A needle 16 is mounted for movement with the reciprocating head of members 11 and 12 as by securing it with a plate 17, the plate 17 being carried by the member 12. Fastening between the members 12 and 17 may be in any desired manner while replacement of the needle 16, in the event of breakage or wear, for example, may be facilitated by parting the plate 17, at the insertion point of the needle 16. Engagement of the needle 16 by the plate 17 may be facilitated by a threaded member engaging the plate 17 parts, such as that illustrated at 18, for example. Reciprocating movement of the head, in outward and return directions, results in outward and return movement of the needle 16 in a manner essentially conventional in known prior art sewing machines.
Structural members or components are illustrated in phantom in FIG. 1 to demonstrate the utility of a stitching foot in accordance with the present invention and its stitching, in relation to such components. A first component is shown as a structural I beam 20 with a portion of the stitching foot of the present invention, including the needle 16, being positioned between the opposing flanges of the beam 20 and in close proximity to the beam 20 web. It is intended that a stitcher foot in accordance with the present invention be configured to fit between I beam flanges spaced no more than six inches from each other and to stitch within approximately 0.10 inch of vertical structural members, such as the I beam 20 web. Of course, a stitching foot in accordance with the present invention may be constructed to any desired dimensions. Positioned beneath the lower flange of the I beam 20 is a sheet of material 21. A chain stitch through the lower flange of the beam 20 and through the sheet 21 will result in a securement between the members 20 and 21 by a chain stitch seam. In addition to seaming, a chain stitch produced by the stitching foot 10 of the present invention may be employed to reinforce a single sheet of structural material, such as a laminate or composite material, for example.
A pressure foot 22 is carried by the stitching foot 10 and is adapted to engage and apply pressure to a material being stitched, such as the structural members 20 and/or 21, for example. The pressure foot 22 has a rod 23 fastened thereto, in any desired manner, and extending from the pressure foot 22 into a cavity 24 in the reciprocating head of stitching foot 10. As shown, cavity 24 extends from the interior of the reciprocating head toward the surface of that head in the general direction of the outward motion of the head.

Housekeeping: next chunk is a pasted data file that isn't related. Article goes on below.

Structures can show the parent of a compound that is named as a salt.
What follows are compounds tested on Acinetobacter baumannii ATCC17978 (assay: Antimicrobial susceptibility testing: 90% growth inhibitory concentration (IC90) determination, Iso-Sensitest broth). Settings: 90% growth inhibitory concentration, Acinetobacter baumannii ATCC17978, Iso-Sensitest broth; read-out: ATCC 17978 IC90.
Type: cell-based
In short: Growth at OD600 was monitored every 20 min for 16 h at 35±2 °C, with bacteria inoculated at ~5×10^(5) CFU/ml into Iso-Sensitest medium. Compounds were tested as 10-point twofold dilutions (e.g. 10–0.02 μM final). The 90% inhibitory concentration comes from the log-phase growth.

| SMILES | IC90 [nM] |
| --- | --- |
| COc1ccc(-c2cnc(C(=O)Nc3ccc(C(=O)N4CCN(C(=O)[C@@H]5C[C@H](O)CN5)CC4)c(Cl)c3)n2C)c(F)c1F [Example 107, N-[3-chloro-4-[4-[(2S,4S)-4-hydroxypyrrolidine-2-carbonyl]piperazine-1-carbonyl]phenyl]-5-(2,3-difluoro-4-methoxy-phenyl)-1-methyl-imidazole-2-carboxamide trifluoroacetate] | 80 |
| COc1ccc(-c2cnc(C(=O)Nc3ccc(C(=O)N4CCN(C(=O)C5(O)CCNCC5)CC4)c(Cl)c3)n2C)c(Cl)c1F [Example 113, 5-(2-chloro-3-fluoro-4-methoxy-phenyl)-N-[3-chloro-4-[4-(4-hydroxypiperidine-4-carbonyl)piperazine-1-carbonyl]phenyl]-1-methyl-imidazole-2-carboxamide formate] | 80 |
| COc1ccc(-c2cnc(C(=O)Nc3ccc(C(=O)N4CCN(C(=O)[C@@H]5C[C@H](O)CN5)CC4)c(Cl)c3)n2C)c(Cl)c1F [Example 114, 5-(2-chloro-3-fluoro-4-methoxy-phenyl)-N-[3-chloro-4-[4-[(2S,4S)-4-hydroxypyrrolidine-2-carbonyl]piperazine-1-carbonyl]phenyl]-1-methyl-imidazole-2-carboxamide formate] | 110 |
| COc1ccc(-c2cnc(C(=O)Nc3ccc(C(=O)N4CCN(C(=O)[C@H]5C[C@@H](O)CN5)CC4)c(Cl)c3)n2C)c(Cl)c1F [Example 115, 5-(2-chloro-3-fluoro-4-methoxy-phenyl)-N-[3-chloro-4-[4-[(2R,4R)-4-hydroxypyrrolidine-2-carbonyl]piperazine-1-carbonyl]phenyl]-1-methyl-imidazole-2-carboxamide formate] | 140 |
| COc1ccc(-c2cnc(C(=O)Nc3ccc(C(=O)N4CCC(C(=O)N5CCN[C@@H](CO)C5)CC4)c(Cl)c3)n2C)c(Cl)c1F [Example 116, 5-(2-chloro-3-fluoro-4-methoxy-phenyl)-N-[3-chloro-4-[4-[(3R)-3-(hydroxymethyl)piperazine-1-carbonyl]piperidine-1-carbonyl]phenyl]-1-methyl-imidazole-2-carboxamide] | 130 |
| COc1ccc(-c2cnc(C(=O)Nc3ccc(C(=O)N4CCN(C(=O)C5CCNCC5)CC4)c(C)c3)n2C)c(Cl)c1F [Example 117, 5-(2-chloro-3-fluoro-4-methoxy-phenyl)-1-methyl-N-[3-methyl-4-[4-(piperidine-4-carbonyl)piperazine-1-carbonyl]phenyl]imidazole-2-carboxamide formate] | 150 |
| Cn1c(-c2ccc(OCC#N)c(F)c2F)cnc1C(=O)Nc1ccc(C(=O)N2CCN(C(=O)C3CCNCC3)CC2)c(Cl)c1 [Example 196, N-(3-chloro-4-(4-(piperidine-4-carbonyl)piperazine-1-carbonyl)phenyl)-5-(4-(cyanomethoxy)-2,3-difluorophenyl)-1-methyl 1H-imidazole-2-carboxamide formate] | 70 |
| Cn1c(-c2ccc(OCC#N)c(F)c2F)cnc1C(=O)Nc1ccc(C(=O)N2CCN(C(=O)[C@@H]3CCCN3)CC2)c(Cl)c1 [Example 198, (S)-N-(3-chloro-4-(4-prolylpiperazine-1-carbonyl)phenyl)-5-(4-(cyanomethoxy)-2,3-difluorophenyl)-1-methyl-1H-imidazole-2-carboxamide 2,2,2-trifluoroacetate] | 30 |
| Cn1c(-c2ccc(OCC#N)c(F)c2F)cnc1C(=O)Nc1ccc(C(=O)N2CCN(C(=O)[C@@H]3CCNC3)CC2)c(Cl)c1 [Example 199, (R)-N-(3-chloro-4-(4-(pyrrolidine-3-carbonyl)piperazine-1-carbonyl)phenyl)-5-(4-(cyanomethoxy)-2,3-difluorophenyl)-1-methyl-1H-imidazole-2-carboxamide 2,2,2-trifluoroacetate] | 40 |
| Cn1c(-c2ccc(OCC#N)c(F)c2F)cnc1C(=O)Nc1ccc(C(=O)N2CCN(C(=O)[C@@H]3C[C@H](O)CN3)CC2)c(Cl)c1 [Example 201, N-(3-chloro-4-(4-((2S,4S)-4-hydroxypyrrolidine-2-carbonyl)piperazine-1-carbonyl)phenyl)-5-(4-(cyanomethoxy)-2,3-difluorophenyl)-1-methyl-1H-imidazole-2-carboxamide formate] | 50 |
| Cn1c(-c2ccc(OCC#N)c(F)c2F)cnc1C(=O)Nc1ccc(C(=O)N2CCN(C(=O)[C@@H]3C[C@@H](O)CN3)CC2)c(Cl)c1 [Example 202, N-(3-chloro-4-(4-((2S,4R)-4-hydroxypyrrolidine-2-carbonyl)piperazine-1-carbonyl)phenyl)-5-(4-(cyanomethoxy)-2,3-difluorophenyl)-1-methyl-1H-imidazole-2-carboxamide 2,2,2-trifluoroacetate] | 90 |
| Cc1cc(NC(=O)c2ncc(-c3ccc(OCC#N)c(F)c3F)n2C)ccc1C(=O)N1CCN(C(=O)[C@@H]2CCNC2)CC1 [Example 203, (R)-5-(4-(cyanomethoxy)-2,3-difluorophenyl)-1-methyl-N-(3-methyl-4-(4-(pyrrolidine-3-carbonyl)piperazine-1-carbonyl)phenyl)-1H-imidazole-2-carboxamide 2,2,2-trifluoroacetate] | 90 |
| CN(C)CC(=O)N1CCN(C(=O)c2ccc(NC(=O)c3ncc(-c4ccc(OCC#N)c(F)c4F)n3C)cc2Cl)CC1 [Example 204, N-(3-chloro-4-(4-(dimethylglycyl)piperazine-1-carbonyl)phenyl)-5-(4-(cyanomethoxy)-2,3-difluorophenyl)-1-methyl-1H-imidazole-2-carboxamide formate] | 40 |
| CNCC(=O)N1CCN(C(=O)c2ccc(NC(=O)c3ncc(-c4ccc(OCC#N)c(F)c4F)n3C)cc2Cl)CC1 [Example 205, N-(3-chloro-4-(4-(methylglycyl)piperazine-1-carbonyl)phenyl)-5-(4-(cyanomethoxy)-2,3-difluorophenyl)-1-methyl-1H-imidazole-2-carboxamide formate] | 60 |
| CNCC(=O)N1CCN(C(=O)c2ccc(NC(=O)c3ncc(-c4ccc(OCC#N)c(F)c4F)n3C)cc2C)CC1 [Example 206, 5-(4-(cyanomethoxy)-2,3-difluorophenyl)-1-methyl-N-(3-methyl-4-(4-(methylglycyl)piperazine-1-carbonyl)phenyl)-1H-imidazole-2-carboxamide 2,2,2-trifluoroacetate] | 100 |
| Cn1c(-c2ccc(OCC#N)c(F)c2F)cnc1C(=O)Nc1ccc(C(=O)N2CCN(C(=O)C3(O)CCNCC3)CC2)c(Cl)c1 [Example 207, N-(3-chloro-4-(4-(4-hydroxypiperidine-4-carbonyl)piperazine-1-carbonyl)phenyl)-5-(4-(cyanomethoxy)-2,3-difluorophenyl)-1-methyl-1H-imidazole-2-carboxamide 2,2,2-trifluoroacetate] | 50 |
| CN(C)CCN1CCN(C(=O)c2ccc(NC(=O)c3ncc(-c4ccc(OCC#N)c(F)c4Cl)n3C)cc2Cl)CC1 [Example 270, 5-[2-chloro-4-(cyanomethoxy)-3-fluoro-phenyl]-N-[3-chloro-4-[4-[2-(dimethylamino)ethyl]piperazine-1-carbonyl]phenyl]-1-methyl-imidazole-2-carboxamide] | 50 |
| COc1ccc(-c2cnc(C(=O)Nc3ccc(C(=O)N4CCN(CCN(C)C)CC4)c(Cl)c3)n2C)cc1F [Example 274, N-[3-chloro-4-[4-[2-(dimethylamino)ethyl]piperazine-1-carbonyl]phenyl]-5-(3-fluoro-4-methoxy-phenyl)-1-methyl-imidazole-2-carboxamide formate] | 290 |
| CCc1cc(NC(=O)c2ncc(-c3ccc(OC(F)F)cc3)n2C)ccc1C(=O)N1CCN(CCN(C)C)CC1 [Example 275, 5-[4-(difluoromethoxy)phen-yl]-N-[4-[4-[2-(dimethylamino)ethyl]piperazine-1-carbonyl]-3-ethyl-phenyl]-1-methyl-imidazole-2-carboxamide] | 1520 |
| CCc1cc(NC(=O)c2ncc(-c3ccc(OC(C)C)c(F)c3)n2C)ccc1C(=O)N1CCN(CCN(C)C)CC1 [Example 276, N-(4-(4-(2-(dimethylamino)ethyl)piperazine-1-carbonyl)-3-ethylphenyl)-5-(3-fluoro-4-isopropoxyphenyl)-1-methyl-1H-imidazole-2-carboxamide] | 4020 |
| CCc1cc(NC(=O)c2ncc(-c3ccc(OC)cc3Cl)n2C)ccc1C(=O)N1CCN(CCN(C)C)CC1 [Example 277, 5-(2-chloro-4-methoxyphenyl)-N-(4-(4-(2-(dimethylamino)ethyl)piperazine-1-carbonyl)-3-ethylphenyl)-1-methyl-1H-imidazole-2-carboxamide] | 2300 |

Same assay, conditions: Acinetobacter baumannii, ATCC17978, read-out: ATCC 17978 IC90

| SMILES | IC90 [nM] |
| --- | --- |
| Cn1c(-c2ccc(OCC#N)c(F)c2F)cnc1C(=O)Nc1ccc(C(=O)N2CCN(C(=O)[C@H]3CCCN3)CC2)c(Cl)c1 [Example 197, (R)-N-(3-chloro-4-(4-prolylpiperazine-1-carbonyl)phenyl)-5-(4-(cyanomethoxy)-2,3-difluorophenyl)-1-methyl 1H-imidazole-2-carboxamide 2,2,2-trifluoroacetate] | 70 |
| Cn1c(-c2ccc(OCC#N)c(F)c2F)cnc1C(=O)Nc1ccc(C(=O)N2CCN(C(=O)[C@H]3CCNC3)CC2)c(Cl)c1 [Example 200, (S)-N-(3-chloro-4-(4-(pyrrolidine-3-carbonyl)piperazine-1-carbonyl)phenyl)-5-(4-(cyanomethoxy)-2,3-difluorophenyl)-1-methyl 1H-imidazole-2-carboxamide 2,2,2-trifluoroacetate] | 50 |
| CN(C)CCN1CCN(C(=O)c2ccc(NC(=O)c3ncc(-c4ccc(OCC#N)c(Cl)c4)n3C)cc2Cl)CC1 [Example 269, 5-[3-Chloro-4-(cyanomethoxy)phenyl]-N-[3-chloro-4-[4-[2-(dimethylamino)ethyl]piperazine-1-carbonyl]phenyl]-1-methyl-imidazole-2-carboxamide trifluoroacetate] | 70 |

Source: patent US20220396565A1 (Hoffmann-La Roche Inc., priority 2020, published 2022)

The portion of the cavity 24 in member 11 has a smaller diameter than the cavity 24 portion in member 12 while member 11. The reduction in cavity 24, from member 12 to member 11, provides a shoulder 26 against which one end of a compression spring 27 presses. The other end of compression spring 27 engages a shoulder portion 28 of rod 23 such that movement of the rod 23 into the cavity 24 results in the compression of the spring 27. Thus, during an outward motion of the reciprocating head of stitching foot 10 (toward the material being stitched) the pressure foot 22 will first engage that material while continued outward motion will result in a compression of the spring 27 and a pressure on the material and pressure foot 22. As is known in the art, such pressure will serve to hold the material in place during penetration by the needle 16 as well as provide a stripping force to allow a withdrawal of the needle 16, and thread carried by the needle, from the material. A shoulder 29 is provided within the member 12 of the reciprocating head to limit the extension of the rod 23 from the reciprocating head. A guide 30 is secured to the pressure foot 22 and extends into a guiding aperture 31 that extends through the plate 17 and into the member 12. The rod 30 will slide within the aperture 31 on relative movement between the pressure foot 22 and the reciprocating head of the stitching foot 10 to maintain the orientation of the pressure foot 22 relative to the reciprocating head.
A second cavity 34 extends from the interior of the reciprocating head toward the head surface in the general direction of outward movement of the head. The cavity 34 includes a reduced diameter portion within the member 11 in which a reduced diameter portion 35 of a rod 36 will slide. A larger diameter portion of cavity 34 lies within member 12 of the reciprocating head and contains a compression spring 37, the spring 37 being engagable by a shoulder 38 at the junction of the members 11 and 12. The spring 37 and shoulder 38 are spaced from each other in the relative positions illustrated in FIG. 1, but cooperate to result in compression of the spring 37 in a manner described below. A spacer 65 may be positioned around the rod portion 35 to adjust or "tune" the timing of the compression of spring 37. Also, a vent such as that indicated generally at 66 may be provided as an exhaust and intake as the rods move in the cavities 24 and 34.